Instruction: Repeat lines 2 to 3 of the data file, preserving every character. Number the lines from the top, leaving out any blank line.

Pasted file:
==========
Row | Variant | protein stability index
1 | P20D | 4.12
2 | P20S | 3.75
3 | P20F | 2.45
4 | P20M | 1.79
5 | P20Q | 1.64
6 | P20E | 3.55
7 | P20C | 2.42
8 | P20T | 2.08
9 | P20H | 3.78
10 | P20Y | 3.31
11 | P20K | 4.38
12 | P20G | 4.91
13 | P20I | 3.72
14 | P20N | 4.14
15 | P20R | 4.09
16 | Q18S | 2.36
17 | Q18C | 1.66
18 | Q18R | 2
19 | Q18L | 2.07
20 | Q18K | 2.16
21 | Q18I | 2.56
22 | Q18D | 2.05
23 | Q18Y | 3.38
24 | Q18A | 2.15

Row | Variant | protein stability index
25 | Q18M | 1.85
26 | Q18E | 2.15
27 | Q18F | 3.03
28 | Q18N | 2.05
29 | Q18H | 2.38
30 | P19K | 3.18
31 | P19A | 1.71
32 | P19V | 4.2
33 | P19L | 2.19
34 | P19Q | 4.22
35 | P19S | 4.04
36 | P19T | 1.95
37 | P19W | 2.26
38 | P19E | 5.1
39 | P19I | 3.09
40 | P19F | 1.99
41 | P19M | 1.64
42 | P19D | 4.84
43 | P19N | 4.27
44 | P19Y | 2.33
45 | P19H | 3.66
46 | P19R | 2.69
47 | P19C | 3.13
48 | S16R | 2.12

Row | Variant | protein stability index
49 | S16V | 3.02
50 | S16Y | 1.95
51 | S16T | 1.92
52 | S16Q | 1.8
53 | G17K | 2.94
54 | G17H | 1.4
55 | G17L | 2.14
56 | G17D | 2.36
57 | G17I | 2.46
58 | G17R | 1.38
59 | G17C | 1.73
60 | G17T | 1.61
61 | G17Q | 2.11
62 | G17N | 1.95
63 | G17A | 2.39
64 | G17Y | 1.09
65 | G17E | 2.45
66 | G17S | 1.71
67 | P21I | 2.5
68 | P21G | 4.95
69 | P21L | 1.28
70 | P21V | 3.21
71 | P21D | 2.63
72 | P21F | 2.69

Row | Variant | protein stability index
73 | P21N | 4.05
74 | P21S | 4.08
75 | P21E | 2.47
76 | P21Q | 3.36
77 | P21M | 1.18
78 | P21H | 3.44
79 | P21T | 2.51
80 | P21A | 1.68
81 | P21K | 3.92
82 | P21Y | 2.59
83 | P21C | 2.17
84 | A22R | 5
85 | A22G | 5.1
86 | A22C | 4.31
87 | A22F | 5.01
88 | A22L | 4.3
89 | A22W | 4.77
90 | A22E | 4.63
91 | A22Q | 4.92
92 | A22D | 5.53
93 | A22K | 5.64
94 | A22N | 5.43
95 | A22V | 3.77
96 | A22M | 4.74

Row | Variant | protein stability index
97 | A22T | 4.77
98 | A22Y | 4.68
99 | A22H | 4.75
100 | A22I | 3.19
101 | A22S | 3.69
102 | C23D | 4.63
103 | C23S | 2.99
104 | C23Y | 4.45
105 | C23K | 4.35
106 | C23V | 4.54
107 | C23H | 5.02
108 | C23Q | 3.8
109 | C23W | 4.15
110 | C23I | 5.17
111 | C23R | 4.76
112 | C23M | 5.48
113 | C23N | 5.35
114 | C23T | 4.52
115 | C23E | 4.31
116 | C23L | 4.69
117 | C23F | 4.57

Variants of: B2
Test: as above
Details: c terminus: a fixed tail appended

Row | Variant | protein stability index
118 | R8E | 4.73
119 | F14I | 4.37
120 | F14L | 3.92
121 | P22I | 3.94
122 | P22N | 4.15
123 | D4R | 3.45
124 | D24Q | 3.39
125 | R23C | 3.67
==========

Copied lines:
1 | P20D | 4.12
2 | P20S | 3.75